After adults cut out stencils for the youth they went to work with the stencils. First, they were cautious, sticking to one color.
Then they became more adventurous, mixing colors and textures. Demon exhorted them, “I don’t want any blank space! You can layer! If you hold the can a little back, you can make a cool effect.” He demonstrated holding the spray nozzle about three inches away to make a splash of color that was more pixellated and soft, creating a nice fade between colors. “Its a flower power mural,” Vanessa observed. A member of the Politique du Ville, Politics of the City municipal branch arrived around 4 along with the deputy mayor of Perpignan to observe the end of the workshop. The Politique du Ville representative, Olivier Amiel, emphasized that hip hop culture was a large part of the culture in the South of France in spaces like Marseille, Toulouse, and Perpignan, and urged me to explore the street art culture “outside of MOS.”
Although the primary goal of the workshops is to teach youth art skills, a secondary effect is that it creates discussion about cross-cultural issues. Sitting with youth whose families were from Morocco and Algiers we discussed differences in food, traffic, and language between their diasporic position and my own U.S. experiences. We each got to practice different languages, and learn together about hand made stencils and spray control. Youth that were a little quiet with me at the beginning of the session were emboldened by the end, a boy around seven approaching me and saying, proudly in english, “My name is Yusuf!” and running away. Demon had a dense following after three days in the space, youth crowding around to observe him making stencils, doing outlines, or working on a small dedication piece for Cherifa and Emmanuel.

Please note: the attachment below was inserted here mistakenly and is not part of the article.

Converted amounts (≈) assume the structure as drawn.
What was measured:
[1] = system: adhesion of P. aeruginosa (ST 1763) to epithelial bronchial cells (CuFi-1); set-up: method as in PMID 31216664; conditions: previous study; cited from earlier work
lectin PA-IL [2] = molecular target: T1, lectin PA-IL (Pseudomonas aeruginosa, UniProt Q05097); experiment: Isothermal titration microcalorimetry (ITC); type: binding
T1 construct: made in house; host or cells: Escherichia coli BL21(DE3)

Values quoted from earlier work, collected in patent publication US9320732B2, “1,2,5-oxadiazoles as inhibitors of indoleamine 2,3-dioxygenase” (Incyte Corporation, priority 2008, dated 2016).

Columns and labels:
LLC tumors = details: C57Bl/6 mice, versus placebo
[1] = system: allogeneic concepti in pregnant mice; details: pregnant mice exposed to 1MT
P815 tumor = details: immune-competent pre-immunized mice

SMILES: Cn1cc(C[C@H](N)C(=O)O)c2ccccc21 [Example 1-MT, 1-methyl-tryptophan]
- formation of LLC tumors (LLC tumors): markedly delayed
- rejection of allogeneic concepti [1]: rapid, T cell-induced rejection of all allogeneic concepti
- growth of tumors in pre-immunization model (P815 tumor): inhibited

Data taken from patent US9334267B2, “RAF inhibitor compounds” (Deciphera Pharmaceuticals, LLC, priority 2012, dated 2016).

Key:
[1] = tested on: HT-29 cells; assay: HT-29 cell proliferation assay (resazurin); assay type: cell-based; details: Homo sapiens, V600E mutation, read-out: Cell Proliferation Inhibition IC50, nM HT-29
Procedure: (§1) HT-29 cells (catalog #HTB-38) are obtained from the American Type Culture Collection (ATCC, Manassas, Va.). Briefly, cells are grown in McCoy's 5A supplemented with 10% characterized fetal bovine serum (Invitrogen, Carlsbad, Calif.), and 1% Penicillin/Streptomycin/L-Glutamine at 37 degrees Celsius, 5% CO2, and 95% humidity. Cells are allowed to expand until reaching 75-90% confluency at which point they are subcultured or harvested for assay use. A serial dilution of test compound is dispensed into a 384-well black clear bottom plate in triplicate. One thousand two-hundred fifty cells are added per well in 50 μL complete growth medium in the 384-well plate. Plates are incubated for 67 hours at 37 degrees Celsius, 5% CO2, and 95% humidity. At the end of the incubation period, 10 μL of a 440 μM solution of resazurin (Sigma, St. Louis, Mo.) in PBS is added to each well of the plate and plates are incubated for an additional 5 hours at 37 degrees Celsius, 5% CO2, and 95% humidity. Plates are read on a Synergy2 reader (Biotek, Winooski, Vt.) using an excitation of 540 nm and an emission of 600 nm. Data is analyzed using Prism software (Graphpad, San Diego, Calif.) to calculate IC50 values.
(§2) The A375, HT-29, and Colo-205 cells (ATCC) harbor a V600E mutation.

He joked with them about his inability to pronounce French words, and congratulated them on their hard work.
After the art pieces were finished Demon performed a few rap songs. They were pre written, but in the introduction to the first he freestyled a bit about Perpignan, his experience painting with the kids, and then solicited a call and response exchange that started out cautiously and then gained in energy, so much so that one of the youngest boys eagerly yelled ahead of every chorus.
It offered a glimpse of Chicago to Perpignan residents, and displayed an influence of France on Chicago, evident in Demon’s “Viva la—France!” call and response verse, but the whole workshop was also an occasion to spotlight the creativity, intelligence, and passion of the Champs de Mars youth themselves. Their curiosity, energy, and interest drove the workshops, and was evident in the cluster of hands, flowers, and leaves in the different panels, but also their smiles and eager experimentation with rap verse. The session closed with a chaotic group photo, and some refreshments.
I’d like to thank Demon, Vanessa, the SJR folks, and the youth for allowing me to observe, and participate a bit, in yesterday’s proceedings. C’était magnifique.